August 2008 Archives

I Am Now A Professional Knitter

I received my first commission for something knitted this week. Yay! My friend Lantzilla ask me if I could make him something like this:

Photograph from the movie

I think I can totally arrange that. It also makes me smile that the whole transaction was done over Twitter and with PayPal.

So, this weekend I'm off to pick up some yarn (he asked for Merino - good choice!) and I'll work it up this weekend. Yippee!

Remade Into Something Slightly Less Ugly

At some point last year, I picked up some Trendsetter Yarns Blossom yarn at Noe Knits. They had this lovely deep pinky-red color that I fell in love with, but they only had one skein of it. The yarn has flecks of other colors in it though, so I picked up two skeins of the white, since it has the same pinky-red in it. I figured I could make an extra-wide scarf out of it. I'd do a skein of white, then the pinky-red and then the white. It would be long enough so when I wrapped it around my head a bazillion times, it would look neat with the white-pinky-red-white.

However, as you can see from the image below, I did not end up with the lovely, cozy thick snuggle scarf that I had pictured. Sure, it felt nice. But it looked, well, horrible. And it was so thick that I ended up folding it in half first, which made it too thick when it was wrapped around.

A few weeks ago I started the laborious process of ripping out the original scarf so I could make into something that wasn't horrible. Maybe it's because I've been knitting so much in the round lately, but it seems that it's a heck of a lot easier to rip things out when I don't want to actually do it, than when I do actually want to. At a couple of points I was reduced to *gasp* cutting *double gasp* the yarn because I just couldn't get it untangled. Finally I had three balls of this fuzzy stuff.

The pinky-red I decided to turn into a hat. Sadly, this hat does not photograph well. But it sure is soft and cozy. I followed Dawn Adcock's pattern for a Chinchilla Chemo Hat, mostly because I didn't want to have to think about what gauge this stuff was or the best way to decrease the crown.

I did modify the pattern a bit. I have a big head, so I cast on 66 stitches instead of 60 (which added an extra 2 inches). I also started in the round with the first row. I just knit a row then purled for the first 6 rows. Seemed like extra work to knit it flat and then have to sew the edge at the end. I actually like the way this worked up in stockinette better than how it looks in knit. And it was super, super fast to do. The only reason it took me two days is because I started it at about 10 PM and just got too tired to finish it in one sitting.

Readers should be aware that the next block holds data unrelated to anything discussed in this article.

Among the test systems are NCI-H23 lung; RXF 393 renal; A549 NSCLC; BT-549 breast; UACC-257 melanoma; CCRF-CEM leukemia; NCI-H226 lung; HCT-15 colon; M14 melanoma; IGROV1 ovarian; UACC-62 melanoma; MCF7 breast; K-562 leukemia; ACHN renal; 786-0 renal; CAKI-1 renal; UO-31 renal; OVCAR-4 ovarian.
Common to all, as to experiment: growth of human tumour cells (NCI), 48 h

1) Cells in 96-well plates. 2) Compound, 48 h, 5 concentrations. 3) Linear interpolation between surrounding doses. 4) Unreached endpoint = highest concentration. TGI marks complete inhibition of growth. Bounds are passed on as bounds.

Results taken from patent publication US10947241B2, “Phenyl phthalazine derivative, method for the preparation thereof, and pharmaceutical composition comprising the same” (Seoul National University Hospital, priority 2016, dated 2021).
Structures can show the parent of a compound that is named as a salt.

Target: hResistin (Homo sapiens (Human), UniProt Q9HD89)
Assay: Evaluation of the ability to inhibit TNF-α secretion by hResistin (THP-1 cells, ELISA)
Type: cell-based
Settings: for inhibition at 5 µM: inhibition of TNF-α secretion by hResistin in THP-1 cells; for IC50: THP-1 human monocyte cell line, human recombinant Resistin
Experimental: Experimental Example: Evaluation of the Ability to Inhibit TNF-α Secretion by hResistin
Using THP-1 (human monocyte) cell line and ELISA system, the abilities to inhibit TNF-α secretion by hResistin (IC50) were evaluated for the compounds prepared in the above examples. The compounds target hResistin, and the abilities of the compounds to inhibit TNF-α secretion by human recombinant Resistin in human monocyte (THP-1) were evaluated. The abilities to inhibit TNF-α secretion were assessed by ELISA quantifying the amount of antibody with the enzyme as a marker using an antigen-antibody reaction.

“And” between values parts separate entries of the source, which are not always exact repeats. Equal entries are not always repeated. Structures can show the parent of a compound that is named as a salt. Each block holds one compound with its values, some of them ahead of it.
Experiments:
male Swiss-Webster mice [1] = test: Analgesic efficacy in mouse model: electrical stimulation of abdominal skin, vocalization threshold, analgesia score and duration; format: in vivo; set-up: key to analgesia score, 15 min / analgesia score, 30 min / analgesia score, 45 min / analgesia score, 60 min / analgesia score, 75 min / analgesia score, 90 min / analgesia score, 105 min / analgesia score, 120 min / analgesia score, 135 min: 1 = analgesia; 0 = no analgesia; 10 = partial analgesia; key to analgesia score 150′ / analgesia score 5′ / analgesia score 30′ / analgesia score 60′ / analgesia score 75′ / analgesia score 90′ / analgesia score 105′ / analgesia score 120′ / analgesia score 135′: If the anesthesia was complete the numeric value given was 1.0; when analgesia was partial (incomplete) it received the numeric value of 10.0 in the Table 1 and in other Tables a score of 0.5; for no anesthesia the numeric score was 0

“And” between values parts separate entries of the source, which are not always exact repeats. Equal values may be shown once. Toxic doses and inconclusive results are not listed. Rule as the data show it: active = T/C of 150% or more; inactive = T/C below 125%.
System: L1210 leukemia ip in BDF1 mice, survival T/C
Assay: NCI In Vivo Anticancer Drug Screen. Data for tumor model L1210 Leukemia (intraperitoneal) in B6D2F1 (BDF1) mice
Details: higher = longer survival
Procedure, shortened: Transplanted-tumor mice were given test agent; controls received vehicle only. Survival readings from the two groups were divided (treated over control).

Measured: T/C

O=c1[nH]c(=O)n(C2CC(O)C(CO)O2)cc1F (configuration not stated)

Then I started on the scarf. The original monstrosity was about 30 stitches wide. This time I cast on 15 and worked it in knit stitch the whole way. At some point I must have done a yarnover and I was working 16 stitches, but eh. Whatever. It looks much better at this width and is a whopping 78 inches long.

This yarn is very soft, but it's not my favorite to work with. It sometimes feels matted instead of fluffy. And it's rather hard to read the stitches through all the fuzz. It goes nicely with my new winter coat through, and I think I will get much more use out of it now, in its new reincarnated state.

Chinchilla Chemo Hat:
Started: August 16, 2008
Finished: August 17, 2008

Knitted White Scarf:
Started: August 13, 2008
Finished: August 26, 2008

Yet Another Dishcloth

Dishcloth. Dishrag. Washcloth. Mapeen.

It doesn't matter what you call them. I seem to be obsessed with them lately. I finished another dishcloth last night. This is the same cotton yarn that I used for the Cap Karma Cap of The Hat Series, the Malabrigo Yarn 100% organic cotton. I'm almost done with the first skein, and I have another whole hank in the stash. I'm thinking there will be a number of dishcloths in my future.

This one was a bit slower to make, since there are two rows of knit 1, purl 1. It also didn't help that I had this habit of switching rows in the middle of a row. So I'd be working on a knit to the end row and half-way through I'd switch and start purling. *shakes head* I guess that's what happens when I try to knit in the car and aren't paying attention.

This one came out nice and nubby. The cotton yarn is so soft and spongy. It seems like it will be quite good at scrubbing. The pattern is fun to look at and feel.

Nubby Dishcloth:
Started: August 16, 2008
Finished: August 26, 2008

More About Colors

So, the problem with quickly whipping out a post between meetings at work is that I forgot to say a lot of the things I meant to say in the post. *sigh* There are a few more things I want to say about the Beatrix Potter Colors cross stitch that I posted yesterday.